Hello From Jerusalem - December 5, 2014

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Friday, December 5, 2014                                            13 Kislev 5775



Israel Heads to the Polls

Prime Minister Binyamin Netanyahu has called for a snap general election.  It will be held on March 17, 2015, just a year and ten months since the last Knesset elections, and a full two years before the next election was expected to be held.
These elections are unusual in two respects:  First, it’s hard to understand why they’re talking place at all.  Second, the results might lead to a government which is quite different to what the voters intended.

The snap election has not been called in light of a major crisis or fundamental policy differences on core issues, such as diplomatic initiatives, the cost of living, education, healthcare or security.

Unfortunately, this election will only increase the public’s dislike for the political system and make young people less likely to bother voting at all.  Note that this trend will not affect the outcome uniformly.  The hard-right and the ultra-Orthodox always turn out in high numbers.  Young people, secular people and liberals, on the other hand, tend to have less faith in the political system and are less likely to vote.  For many, polling day (which is always a public holiday) is best spent at the beach.
Over the last couple of days, friends in Canada and around the world have been asking me about the key players and the possible outcomes of these elections.  

Here are five key points:

  • The next few months are likely to be turbulent, as politicians fight to determine what these elections will really be about - social and economic issues or diplomacy and defense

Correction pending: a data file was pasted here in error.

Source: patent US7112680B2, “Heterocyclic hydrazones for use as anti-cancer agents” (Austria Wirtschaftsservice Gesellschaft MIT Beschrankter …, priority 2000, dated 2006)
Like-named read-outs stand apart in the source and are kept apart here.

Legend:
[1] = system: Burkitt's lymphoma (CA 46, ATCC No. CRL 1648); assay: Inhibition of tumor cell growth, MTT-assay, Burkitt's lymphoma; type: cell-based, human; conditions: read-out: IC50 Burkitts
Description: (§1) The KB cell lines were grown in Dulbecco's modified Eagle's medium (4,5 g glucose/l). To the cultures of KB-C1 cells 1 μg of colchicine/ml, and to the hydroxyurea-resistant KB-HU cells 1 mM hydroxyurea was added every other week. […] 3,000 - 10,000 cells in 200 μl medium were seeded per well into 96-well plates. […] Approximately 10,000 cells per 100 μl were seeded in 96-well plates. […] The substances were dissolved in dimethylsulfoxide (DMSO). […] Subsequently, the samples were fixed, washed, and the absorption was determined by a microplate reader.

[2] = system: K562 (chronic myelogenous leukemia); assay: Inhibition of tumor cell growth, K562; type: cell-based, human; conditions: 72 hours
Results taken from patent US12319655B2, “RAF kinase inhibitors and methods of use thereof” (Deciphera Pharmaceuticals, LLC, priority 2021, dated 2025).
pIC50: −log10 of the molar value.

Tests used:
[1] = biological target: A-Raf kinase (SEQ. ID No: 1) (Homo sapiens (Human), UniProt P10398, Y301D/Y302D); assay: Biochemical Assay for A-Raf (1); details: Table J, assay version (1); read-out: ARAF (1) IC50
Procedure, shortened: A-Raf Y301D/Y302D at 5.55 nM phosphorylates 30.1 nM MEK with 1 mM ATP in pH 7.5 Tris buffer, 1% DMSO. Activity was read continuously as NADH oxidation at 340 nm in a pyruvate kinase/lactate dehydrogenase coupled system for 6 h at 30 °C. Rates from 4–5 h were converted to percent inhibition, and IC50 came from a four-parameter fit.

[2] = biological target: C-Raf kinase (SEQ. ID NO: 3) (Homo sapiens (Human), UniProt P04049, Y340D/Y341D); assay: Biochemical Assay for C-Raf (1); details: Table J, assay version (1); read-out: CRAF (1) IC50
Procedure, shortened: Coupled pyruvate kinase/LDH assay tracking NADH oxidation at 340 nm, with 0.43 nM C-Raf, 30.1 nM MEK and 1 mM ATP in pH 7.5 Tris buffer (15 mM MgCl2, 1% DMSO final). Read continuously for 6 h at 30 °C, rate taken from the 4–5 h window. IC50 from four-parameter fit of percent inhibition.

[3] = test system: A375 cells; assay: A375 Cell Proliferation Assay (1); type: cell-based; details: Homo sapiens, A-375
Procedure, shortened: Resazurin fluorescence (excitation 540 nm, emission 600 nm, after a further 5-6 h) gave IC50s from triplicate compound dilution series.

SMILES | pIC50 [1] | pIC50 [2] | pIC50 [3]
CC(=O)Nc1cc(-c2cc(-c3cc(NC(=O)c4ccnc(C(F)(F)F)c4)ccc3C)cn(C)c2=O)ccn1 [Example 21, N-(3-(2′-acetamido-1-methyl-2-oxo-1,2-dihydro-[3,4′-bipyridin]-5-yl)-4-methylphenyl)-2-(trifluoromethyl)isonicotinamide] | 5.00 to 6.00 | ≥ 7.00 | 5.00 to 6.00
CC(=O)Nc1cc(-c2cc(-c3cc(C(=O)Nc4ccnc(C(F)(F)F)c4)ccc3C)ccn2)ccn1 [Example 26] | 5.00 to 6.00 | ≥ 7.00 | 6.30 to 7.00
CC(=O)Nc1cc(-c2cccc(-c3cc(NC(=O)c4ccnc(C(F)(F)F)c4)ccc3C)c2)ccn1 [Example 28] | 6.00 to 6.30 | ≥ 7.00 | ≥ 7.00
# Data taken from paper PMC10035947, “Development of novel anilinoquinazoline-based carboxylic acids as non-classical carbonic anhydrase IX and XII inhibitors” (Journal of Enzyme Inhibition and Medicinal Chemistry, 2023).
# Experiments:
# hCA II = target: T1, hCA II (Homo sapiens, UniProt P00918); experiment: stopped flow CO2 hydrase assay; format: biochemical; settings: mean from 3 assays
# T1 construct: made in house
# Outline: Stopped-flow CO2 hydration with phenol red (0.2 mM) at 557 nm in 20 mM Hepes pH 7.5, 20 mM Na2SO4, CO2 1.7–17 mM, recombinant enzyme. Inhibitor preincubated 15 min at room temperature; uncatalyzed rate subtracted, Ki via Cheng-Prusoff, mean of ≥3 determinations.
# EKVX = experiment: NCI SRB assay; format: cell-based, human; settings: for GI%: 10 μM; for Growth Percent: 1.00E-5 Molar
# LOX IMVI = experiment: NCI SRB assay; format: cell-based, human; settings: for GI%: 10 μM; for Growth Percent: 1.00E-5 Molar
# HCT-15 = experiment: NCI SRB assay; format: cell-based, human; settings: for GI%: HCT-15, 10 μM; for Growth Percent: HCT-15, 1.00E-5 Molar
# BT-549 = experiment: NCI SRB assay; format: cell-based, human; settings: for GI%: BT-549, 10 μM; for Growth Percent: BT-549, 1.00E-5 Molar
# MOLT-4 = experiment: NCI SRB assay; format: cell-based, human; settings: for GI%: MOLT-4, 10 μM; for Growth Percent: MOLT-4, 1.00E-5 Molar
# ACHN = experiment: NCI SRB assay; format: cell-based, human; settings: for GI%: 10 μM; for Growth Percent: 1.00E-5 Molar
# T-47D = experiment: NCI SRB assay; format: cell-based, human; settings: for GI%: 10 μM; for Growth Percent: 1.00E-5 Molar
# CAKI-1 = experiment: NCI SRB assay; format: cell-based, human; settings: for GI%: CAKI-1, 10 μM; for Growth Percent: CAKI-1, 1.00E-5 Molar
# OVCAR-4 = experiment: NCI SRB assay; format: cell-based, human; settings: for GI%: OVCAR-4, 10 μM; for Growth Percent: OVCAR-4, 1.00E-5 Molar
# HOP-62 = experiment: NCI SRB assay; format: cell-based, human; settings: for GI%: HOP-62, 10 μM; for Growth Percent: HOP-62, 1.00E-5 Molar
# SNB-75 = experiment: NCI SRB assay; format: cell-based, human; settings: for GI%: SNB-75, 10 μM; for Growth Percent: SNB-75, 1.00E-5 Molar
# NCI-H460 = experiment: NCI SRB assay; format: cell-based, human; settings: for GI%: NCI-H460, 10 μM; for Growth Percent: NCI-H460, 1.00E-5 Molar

• The most intriguing candidate in this election is undoubtedly Moshe Kahlon



​Kahlon's party still has no name, no list of candidates and no clear agenda, and yet surveys are already suggesting that it will get 12 seats (out of 120).  Kahlon is said to be trying to enlist some well-known women and former defense officials.  The party is expected to campaign on social issues and the cost of living.


  • To the left of the Likud, in the center-left, are Yair Lapid (Yesh Atid), Tzipi Livni (Hatnua) and Isaac Herzog (Labor).  Since some polls suggest that Livni’s party will not pass the electoral threshold, Livni herself may join either Yesh Atid or Labor.



  • To the right, there is Moshe Kahlon’s new party and Israel Beitenu, led by Avigdor Lieberman. 
  • While it is likely that Netanyahu will be once again returned as prime minister, he will need to forge a complex coalition.  The Bayit Yehudi party, led by Naftali Bennett, and the ultra-orthodox parties won’t be enough.  Netanyahu will have to bring in both Kahlon and Lieberman, neither of whom is on good terms with him.



According to a Channel 10 poll, 51% of the public think that these elections are bad for the country.  



The same poll suggests that Likud will win 22 seats, Jewish Home 17 (up from 13 in the last election), Labor 13, Israel Beitenu 12, Moshe Kahlon’s party 12, Yesh Atid 9 (down from 19 in the last election), the ultra-Orthodox United Torah Judaism 8, Shas 7, Meretz 7, Hatnua 4 and the Arab parties 9.  Neither Kadima, led by Shaul Mofaz, nor Balad, another Arab party, are expected to pass the threshold.

Yossi Tanuri | Director General | Jewish Federations of Canada - UIA




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